April 26, 2015
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February 4, 2015
With a little encouragement from a friend, I’ve written and submitted a short play to the BBC’s ‘Opening Lines‘ submissions competition.
Pitching between 1900 and 2000 words in mainly monologue format, it was an interesting challenge and a departure from my previous work.
Some of last year’s winning submissions can be read on-line here. They range from interesting to slightly disturbing.The format is condensed prose, almost poetic in its intensity.
My entry, which details an Army veteran’s fight back from depression, hits the spot at exactly 1950 words. The veteran’s carer encourages him to write about the circumstances of his debilitating injury, something which leads him out of the darkness.
Fingers crossed that it’s well received, although I’ll have no idea if I’ll be a hero or a zero until May 15th.
Wish me luck?
In the meantime, I continue to
December 21, 2014
The month of December represents a landmark date in my writing career. Previously, I’ve ploughed any income from my writing (not very much, it has to be said) into clearing the debts that cloud my conscience and concentration.
No-one likes having debts hanging over them, right? Get rid as soon as possible is the plan.
Was the plan…
My little arrangement was working well, until the end of October, when everything changed.
For the past two months, I’ve been stuck at home, resting my injured knee. Despite performing home-based duties during this time, my employer has decided the time had come to cut my pay, leaving me desperately short of funds.
Enter my emergency writing fund slash advertising back-up slash paperback purchasing pot. It wasn’t a great deal of notes, but it plugged a very real hole in my cashflow. This is the first time I’ve had to use my hobby slash future career (fingers crossed) as a crutch and you know what? It feels great to have it there as a fall-back.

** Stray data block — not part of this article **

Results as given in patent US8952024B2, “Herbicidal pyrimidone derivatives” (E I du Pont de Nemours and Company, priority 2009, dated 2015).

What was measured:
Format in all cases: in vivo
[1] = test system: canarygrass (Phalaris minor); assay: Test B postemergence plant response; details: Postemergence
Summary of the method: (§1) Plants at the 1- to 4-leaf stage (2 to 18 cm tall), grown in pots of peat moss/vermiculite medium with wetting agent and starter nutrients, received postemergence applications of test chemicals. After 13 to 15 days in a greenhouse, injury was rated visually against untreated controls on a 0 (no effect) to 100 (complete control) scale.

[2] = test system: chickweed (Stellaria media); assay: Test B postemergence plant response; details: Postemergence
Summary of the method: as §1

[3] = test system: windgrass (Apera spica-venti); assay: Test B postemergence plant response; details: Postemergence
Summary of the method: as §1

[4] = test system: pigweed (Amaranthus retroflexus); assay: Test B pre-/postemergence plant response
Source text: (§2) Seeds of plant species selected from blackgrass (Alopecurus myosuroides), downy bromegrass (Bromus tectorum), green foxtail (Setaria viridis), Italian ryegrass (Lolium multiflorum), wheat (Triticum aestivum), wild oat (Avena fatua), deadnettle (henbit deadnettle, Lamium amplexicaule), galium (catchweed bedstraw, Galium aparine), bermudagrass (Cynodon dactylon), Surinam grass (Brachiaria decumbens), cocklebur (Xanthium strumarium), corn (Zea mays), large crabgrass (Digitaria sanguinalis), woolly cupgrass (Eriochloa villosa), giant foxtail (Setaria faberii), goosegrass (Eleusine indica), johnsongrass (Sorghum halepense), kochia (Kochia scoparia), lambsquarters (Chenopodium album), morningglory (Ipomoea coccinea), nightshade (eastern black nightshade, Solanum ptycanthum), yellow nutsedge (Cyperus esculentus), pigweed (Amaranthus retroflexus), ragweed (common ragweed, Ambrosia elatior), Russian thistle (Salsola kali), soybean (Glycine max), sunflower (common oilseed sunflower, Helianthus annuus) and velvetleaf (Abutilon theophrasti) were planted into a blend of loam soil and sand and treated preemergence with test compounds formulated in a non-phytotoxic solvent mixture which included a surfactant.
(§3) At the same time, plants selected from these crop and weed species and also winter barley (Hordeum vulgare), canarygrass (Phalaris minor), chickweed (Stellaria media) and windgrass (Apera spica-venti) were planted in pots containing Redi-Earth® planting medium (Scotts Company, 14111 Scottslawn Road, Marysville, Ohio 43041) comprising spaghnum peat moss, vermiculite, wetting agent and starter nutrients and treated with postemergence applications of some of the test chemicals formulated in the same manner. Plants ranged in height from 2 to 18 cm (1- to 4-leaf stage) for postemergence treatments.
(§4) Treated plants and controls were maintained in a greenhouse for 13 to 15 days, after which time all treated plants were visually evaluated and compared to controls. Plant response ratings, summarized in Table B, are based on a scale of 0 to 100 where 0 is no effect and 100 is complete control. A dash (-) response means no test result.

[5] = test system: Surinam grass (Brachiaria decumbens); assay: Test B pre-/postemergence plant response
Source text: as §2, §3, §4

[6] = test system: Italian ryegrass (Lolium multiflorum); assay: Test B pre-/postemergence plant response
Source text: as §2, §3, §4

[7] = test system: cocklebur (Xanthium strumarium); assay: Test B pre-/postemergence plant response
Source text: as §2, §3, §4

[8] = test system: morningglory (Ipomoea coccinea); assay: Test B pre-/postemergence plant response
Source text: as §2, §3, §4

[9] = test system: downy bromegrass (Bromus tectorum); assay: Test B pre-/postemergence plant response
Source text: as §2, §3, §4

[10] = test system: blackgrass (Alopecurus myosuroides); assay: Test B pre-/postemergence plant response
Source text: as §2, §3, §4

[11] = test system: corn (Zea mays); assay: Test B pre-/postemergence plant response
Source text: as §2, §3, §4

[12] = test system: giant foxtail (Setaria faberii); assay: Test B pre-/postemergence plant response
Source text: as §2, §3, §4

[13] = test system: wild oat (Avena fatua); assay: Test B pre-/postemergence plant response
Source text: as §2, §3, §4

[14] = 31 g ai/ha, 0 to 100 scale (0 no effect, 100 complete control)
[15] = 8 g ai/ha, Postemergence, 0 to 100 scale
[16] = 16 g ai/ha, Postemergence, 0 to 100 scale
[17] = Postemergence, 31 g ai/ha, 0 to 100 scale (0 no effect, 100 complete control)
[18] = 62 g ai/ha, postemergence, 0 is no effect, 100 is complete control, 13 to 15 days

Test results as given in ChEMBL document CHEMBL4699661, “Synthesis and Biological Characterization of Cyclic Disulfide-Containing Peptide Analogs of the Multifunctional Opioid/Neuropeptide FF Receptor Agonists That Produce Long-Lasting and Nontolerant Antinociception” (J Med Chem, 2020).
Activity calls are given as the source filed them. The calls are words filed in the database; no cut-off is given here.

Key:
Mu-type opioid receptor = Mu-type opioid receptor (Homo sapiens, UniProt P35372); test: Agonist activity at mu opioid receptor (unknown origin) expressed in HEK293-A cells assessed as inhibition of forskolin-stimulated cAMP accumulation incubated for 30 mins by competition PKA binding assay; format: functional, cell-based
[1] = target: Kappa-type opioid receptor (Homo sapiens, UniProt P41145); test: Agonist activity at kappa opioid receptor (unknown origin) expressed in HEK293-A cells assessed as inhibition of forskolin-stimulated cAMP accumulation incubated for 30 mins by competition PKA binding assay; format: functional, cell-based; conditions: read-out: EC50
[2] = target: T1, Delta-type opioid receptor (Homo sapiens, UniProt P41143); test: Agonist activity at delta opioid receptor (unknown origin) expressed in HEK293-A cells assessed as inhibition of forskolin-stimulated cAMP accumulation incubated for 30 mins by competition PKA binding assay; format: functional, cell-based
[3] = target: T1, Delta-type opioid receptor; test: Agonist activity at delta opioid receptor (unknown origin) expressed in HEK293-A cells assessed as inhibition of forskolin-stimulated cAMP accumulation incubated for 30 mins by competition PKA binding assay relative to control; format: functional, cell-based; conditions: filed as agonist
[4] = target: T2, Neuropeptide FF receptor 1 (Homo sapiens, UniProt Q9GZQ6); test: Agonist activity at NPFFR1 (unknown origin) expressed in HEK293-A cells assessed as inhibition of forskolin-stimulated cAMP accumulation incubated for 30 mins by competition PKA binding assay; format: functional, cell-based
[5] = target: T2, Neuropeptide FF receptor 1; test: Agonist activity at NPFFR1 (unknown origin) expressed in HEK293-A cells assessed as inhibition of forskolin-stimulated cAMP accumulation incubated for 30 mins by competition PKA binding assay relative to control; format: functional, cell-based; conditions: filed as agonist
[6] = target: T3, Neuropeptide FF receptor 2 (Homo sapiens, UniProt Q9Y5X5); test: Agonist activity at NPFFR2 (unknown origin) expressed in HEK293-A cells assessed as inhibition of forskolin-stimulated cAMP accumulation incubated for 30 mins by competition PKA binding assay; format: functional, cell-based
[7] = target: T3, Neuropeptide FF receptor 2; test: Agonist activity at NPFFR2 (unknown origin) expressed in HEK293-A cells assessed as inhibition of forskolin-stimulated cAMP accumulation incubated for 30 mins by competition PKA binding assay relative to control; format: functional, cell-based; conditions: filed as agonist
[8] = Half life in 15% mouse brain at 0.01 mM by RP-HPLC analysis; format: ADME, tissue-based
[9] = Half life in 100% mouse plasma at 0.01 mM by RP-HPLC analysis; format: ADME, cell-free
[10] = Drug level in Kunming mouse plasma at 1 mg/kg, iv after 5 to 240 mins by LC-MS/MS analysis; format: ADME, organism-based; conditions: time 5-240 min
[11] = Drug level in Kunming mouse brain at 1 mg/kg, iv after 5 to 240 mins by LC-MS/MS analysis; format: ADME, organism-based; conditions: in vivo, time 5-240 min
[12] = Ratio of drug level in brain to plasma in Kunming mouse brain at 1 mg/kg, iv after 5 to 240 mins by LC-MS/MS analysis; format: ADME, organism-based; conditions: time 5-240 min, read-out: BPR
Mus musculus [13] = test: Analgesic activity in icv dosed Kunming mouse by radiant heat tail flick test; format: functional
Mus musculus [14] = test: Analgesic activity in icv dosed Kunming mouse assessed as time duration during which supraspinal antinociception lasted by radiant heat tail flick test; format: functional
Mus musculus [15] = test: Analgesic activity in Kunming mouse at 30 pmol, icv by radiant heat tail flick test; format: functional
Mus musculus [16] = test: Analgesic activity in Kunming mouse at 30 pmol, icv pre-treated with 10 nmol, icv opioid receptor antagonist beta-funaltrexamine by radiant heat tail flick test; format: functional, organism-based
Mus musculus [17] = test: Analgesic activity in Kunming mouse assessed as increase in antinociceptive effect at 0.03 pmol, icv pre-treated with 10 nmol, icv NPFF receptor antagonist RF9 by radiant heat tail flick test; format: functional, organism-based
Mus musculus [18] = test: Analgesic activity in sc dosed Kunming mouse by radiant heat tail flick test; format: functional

Maybe one day, hopefuly sooner rather than later, my earnings as a writer might be there to support me full-time. But for now, I’m grateful for the gift that allows me to create something from nothing, something from my imagination, something that people are willing to buy from me.
And that is why I continue to:
December 5, 2014
The first complete copies of A Vengeance of Angels have arrived in the UK, courtesy of Amazon CreateSpace, drawing a neat line under the story and declaring it to be completed.
My first book suffered from a case of couldn’t-leave-it-alone-itis. However, with some thanks to the timetable set by my editor, the second book will not suffer this fate.
With ‘Vengeance’ in print, I am content to leave it alone – barring the surfacing of any undiscovered typos, of course.
So now, I am determined to crack on with the third book in the trilogy and:
USA: Buy A Vengeance of Angels
UK: Buy A Vengeance of Angels
December 3, 2014
Signed copies now available to US and Canadian residents.
Buy A Construct of Angels, get an eCopy of A Vengeance of Angels free!
(Oh, if you’re resident in any other country, and would like a signed copy plus the perk,
please contact me in the comments section or PM me via Facebook.)
December 1, 2014
In an odd turn of events, I find myself incapacitated and stuck at home, exactly fifteen years after a similar event kick-started my writing.
Those who know my story might remember that a week-long illness gave me the time I needed to collate all my scattered notes onto my first-ever laptop. This was the start of my first ‘real’ writing project, the still-to-be-completed ‘Homeworld.’ (I will complete this one day, when I’ve cleared a few other projects.)
Now, after eight weeks immobilised, resting my crocked leg, my Muse crept up behind me, placed her hands over my eyes and whispered: “I have a great idea. Wanna hear it?”
And so she delivered an entire story, possibly an 80k novel, into my shell-like ear. I’m 99.8% certain (in life, there’s always room for a little doubt) the idea would never have come to me if I’d been working.
I’m optimistic that this new story has legs and will come together pretty quickly. It’s a quiet little British adventure story (provisionally titled ‘Pink Camper Van’) that made me smile as it unfolded. At the time of posting, I’ve already written 2,000 words, and I have a firm conclusion in mind, meaning this particular tale won’t end up as one of my infamous neverending stories.
As they say, watch this space. And as Monty Python might add: ‘And now for something completely different.’
November 15, 2014
Ordering the CreateSpace proof copy was a good move. Definitely. The 1.5 line spacing I’d used to prevent the book being as thin as an advertising flyer made the whole story look as if it was a child’s book.
I changed the spacing to 1.0, which immediately shrank the page count to the point where the cover would have wrapped twice around the book. Oops.
So some re-jigging was called for. After several infuriating days watching words, sentences, and images sliding around of their own free will (anyone who has worked with Word will know what I mean), I’ve finally arrived at a point where the MS is where I need it to be.
Six copies have now been ordered from the US, along with another six copies of CoA for my ‘impulse buy’ stocks.
I can now declare book 2 to be over and done with, done and dusted, completed and in the bag. *shifts focus to book 3.*
And now, if you’ll excuse me, I need to: